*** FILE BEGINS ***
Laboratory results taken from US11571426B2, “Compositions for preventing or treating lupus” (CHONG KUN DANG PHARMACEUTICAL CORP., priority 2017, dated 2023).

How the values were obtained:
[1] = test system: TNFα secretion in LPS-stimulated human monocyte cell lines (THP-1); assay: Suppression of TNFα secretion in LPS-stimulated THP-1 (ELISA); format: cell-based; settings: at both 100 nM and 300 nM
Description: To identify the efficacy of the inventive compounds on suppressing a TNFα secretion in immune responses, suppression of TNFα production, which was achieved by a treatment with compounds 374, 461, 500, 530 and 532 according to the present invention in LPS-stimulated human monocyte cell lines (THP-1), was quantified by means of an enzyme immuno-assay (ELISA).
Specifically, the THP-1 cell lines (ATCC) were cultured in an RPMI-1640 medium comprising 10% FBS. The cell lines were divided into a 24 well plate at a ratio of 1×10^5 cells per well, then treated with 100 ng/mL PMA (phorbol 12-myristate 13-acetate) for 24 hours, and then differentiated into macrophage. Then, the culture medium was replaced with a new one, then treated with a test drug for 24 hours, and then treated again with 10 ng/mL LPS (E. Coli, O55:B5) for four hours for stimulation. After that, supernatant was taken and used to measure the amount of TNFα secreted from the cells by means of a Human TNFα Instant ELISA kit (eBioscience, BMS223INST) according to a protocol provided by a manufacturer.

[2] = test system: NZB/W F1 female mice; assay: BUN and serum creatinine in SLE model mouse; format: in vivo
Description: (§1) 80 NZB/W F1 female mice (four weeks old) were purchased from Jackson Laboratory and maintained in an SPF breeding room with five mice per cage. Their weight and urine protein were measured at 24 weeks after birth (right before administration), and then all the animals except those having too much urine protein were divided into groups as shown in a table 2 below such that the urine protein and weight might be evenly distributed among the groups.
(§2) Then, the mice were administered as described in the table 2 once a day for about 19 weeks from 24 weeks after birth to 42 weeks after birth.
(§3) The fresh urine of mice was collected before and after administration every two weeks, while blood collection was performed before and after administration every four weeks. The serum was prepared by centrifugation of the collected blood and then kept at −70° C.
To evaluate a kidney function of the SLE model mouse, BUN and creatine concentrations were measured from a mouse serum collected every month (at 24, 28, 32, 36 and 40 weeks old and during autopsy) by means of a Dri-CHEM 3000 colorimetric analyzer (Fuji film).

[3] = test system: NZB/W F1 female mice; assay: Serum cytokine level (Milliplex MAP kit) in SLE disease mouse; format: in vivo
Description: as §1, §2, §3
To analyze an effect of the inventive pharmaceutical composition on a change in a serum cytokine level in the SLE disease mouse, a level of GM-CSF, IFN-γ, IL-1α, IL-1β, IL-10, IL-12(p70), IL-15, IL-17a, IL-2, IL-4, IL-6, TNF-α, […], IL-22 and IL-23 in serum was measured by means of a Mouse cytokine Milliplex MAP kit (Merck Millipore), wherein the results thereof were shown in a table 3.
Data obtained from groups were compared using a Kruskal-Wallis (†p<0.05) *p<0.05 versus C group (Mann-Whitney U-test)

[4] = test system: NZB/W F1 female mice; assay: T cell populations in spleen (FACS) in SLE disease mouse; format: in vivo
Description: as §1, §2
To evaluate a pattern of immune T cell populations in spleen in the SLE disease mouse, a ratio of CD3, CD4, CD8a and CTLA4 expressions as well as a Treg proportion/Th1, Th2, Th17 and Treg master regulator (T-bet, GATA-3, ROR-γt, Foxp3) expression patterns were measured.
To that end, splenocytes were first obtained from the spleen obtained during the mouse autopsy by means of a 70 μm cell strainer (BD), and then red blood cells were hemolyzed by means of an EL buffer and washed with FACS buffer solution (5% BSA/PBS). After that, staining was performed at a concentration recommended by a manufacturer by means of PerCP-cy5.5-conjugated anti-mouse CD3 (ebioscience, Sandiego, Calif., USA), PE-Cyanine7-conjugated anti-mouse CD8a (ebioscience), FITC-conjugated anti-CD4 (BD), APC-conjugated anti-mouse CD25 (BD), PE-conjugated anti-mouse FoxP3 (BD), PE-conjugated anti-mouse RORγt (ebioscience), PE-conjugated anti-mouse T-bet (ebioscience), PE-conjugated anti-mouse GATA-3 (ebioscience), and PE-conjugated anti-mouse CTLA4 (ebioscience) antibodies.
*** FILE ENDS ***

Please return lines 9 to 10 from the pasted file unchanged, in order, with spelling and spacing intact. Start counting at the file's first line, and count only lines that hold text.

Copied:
(§3) The fresh urine of mice was collected before and after administration every two weeks, while blood collection was performed before and after administration every four weeks. The serum was prepared by centrifugation of the collected blood and then kept at −70° C.
To evaluate a kidney function of the SLE model mouse, BUN and creatine concentrations were measured from a mouse serum collected every month (at 24, 28, 32, 36 and 40 weeks old and during autopsy) by means of a Dri-CHEM 3000 colorimetric analyzer (Fuji film).